It takes about three seconds to read the lyrics.
“It’s funny ’cause they’re digging their own ditches / Thinkin’ they can come against me, let the Lord be my witness.”
It takes Ricky Brown half that long to rhyme them.
The 29-year-old MC is holding a framed certificate for the Guinness World Record that names him the planet’s fastest rapper in an upstairs room of his south-side home on a recent Tuesday afternoon.
Brown, who performs as NoClue, set the record in 2005 by rapping 723 syllables in 51.27 seconds, averaging 14.1 syllables per second, which broke the previous mark of 12.5 syllables per second set by Chicago rapper Rebel XD in 1998.
Brown was living in his native Seattle at the time, but has since relocated to Vegas after a stint in L.A.
Here, he plans on breaking his own record in the next few months, timed with the release of his self-titled new EP.
In person, Brown is easy-going and quick with a smile, clad in camouflage shorts and a collared black shirt on this day.
His laid-back demeanor disappears, however, once he gets on the mic, where he’s capable of unleashing torrents of words like a verbal fire hydrant.
Brown’s been rapping since the age of 9, and claims his speed-of-sound delivery mostly comes naturally to him.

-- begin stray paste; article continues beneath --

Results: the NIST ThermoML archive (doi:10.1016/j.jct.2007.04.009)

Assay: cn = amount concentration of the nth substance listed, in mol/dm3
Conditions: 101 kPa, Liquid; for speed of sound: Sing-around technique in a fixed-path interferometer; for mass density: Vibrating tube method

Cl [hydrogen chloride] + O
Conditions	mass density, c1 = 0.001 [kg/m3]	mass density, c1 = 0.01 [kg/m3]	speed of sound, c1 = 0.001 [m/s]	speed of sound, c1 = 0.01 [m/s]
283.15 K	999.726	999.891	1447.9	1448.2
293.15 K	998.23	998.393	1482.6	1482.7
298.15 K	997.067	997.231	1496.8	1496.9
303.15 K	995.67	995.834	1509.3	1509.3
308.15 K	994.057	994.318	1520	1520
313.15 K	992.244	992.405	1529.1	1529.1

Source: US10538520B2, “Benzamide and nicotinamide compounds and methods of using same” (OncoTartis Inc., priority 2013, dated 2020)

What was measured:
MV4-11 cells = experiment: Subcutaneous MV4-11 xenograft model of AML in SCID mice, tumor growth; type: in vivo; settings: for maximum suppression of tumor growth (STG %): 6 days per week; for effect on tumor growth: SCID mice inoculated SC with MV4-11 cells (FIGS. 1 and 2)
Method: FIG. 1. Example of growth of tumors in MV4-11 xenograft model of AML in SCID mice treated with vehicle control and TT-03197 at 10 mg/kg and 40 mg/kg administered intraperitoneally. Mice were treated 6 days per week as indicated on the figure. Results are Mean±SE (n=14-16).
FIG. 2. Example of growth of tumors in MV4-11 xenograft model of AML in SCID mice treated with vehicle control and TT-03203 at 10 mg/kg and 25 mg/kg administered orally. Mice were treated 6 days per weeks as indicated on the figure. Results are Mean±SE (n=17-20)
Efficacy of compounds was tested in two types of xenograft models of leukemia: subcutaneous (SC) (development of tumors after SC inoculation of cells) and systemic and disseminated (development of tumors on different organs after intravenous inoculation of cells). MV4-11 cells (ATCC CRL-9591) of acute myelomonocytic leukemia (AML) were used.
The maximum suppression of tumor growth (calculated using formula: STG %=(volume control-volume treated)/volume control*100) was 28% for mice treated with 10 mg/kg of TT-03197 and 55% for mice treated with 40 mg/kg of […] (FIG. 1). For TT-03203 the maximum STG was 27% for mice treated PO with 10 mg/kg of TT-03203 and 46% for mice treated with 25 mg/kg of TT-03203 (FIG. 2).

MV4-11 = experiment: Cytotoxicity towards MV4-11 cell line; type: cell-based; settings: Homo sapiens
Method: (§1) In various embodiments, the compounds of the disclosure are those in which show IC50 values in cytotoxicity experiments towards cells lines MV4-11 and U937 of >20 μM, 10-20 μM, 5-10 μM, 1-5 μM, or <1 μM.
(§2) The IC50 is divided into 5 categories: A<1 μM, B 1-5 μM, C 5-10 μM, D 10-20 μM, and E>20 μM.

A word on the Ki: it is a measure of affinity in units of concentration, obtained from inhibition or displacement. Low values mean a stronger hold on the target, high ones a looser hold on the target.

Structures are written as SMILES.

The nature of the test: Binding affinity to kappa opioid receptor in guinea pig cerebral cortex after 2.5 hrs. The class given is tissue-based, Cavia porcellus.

“I kind of compare it to being the world’s fastest runner,” he notes. “You can work to get better at it, but you’re born with it.”
He says that he practiced for about three months prior to setting his world record.
“The hardest part, for me, was just memorizing what I had to say,” he recalls. “Once I had it memorized, I could just speed through it as fast as I wanted.”
Since then, Brown and his music have been featured in commercials ranging from Mercedes cars to Microsoft Windows Azure, and he gets hired to make promotional appearances around the world, having recently returned from Australia where he helped hype the speed of the latest Samsung Galaxy phone.
As he prepares to try to break his own record, he doesn’t make it sound like too much of a challenge, noting that he has already timed himself at a faster mark in the studio.
“I’m not going sit here and say it’s easy, because it’s not,” he says, “but there’s no doubt in mind that I can do it. I’m more worried about doing it right.”
The speed thing can be a double-edged sword, though: Brown appreciates the attention it has garnered him, but doesn’t want to be dismissed as a novelty, nor does he always rhyme fast on his records.
“I’m more focused on creating songs,” he says.
“It’s not just a gimmick,” he adds, though he flashes a grin as quickly as he delivers one of his rhymes at the thought of earning another world record plaque. “It’ll be cool to have a second one.”
Contact reporter Jason Bracelin at firstname.lastname@example.org or 702-383-0476. Follow on Twitter @JasonBracelin.